HIV - International Forum
This expert forum is not accepting new questions. Please post your question in one of our medical support communities.
Avatar universal


Approximately three weeks ago I had an encounter with a guy and had unprotected anal sex.  I was the top and the encounter was fairly quick.  There were no signs of blood but the man I was topping did have a loose stool as a result of our interaction.  About two weeks after the encounter I started seeing spots in my underwear and it turns out I got chlamydia from the encounter.  I took an HIV test and tested negative.  After getting these results I tracked down the guy to make him aware and ask further questions.  It turns out he did in fact have chlamydia and four days ago he had an HIV rapid test that came back inconclusie.  He is currently waiting for further test results to come back.  Since the encounter I have had an upset stomach and my lymph nodes around my genitals have been swollen (I am hoping due to the chlamydia).  Should I be concerned?  Is it possible that I am infected?
3 Responses
1024580 tn?1331574121
Hi there,
Any unprotected penetrative intercourse involves a risk of HIV infection.  This risk would be increased if there is also another concomitant infection, like in your case Chlamydia.  Chlamydia can cause inflamed lymph nodes in the groin area, so that is easily explained.  Your negative HIV test at two weeks cannot be considered conclusive as it is too soon.  If this gentleman's HIV test was inconclusive, he needs to have it repeated.  If he is positive, there is an obvious risk for you.  However, even this being the case, the risk is always much lower for the bottom person than for the top.  Also if you are circumcised, the risk of HIV infection is less.  Stools do not transmit HIV.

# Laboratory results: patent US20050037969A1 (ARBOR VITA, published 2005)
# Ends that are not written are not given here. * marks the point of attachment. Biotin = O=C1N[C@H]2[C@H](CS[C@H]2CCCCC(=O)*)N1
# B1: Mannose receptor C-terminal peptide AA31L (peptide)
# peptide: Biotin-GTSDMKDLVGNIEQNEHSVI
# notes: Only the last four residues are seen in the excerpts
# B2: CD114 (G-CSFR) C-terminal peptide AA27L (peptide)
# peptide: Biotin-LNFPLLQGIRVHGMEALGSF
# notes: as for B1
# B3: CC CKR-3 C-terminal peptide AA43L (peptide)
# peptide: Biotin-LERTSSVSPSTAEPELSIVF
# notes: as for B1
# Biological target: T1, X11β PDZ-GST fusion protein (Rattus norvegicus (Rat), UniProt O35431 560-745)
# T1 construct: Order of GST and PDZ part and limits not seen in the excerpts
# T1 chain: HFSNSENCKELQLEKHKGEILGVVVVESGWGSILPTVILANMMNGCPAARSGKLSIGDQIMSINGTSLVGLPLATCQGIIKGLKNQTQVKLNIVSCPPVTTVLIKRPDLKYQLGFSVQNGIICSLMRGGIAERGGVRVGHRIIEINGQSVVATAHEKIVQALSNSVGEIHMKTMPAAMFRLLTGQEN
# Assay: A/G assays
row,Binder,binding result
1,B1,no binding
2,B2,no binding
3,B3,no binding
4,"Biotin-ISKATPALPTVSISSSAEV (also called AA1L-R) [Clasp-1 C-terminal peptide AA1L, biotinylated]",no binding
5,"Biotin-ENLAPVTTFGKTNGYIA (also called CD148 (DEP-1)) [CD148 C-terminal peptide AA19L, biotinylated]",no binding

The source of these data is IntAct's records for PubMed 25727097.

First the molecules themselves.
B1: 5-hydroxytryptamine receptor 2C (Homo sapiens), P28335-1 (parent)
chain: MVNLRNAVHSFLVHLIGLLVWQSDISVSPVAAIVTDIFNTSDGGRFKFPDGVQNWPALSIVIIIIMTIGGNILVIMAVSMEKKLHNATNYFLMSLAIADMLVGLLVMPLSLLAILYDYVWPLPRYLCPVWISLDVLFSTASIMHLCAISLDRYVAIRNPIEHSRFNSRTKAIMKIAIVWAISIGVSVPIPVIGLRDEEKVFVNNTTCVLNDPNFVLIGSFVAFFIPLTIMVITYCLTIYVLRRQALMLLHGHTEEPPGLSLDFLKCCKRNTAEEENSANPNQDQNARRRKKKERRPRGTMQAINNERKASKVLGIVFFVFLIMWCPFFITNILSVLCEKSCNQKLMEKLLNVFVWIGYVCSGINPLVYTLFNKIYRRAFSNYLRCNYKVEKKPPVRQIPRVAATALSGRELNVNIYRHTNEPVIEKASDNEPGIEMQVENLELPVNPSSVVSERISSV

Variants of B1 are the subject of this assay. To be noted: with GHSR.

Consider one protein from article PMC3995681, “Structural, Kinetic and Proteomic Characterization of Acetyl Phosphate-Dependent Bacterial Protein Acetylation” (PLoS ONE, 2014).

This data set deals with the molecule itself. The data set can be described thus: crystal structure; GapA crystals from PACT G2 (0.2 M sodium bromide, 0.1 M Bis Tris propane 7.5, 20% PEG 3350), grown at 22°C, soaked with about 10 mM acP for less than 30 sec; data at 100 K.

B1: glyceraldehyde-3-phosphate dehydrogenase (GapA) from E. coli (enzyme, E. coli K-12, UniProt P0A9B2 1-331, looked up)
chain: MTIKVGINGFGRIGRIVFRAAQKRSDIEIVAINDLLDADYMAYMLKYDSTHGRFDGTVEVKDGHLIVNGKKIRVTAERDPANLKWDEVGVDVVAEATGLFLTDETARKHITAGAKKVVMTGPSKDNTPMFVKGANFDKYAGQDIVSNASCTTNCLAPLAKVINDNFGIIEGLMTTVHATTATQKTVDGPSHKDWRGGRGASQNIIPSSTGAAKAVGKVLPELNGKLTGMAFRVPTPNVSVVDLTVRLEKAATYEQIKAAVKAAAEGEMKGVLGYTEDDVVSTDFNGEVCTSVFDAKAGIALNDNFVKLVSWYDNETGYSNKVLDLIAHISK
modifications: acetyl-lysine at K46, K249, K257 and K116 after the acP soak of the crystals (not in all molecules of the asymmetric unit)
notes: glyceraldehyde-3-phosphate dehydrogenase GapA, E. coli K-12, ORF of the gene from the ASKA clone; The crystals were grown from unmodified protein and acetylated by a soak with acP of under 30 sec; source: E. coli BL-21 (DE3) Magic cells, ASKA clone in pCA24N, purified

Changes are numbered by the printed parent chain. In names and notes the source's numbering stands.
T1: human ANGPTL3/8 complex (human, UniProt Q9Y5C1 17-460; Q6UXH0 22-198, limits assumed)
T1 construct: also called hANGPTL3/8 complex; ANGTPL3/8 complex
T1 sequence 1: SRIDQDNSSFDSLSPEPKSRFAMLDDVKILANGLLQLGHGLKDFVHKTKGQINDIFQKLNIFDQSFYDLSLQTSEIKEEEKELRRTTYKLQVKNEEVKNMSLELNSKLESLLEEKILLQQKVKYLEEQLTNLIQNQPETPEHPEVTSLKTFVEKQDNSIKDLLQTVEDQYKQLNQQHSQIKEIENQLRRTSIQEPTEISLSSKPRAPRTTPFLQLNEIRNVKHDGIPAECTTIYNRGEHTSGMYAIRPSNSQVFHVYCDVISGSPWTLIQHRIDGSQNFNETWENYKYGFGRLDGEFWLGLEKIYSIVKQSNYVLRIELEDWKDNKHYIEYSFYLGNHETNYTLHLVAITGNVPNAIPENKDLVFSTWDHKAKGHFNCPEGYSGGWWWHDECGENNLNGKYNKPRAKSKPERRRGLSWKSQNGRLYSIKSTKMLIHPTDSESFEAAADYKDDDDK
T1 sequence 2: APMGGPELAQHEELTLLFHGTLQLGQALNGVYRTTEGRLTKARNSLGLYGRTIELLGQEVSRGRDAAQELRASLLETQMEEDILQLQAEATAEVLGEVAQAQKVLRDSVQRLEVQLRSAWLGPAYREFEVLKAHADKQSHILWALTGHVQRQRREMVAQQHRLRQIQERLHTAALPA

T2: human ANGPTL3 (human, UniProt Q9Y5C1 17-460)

In summary, I do not think you should be concerned, but you should not ignore the fact that there was an element of risk and you should have a HIV Duo test after four weeks of the incident.
Best wishes,
Dr Jose
Avatar universal
....... "However, even this being the case, the risk is always much lower for the bottom person than for the top"

I thought it was the other way round ?????
Avatar universal
yes, i think that was an error, transmission is easier from top to bottom, thats, the bottom is more at risk, in other words the receiver is at a greater risk. The receiver may be anal or vaginal, the giver is the penial. In oral its a bit different the receiver is penial and the giver is the one with the mouth, also in oral the insertive is the penial the receptive is the mouth.
Ya some of these gets a bit twisted up. The BOTTOM LINE IS THAT THE BOTTOM IS AT A GREATER RISK THAN THE TOP...
Popular Resources
These tips can help HIV-positive women live a long, healthy life.
Despite the drop in new infections, black women are still at a high risk for HIV, the virus that causes Aids.
What are your HIV treatment options, and how do you choose the right one? Our panel of experts weighs in.
Learn the truth behind 14 common misconceptions about HIV.
Can HIV be transmitted through this sexual activity? Dr. Jose Gonzalez-Garcia answers this commonly-asked question.
A breakthrough study discovers how to reduce risk of HIV transmission by 95 percent.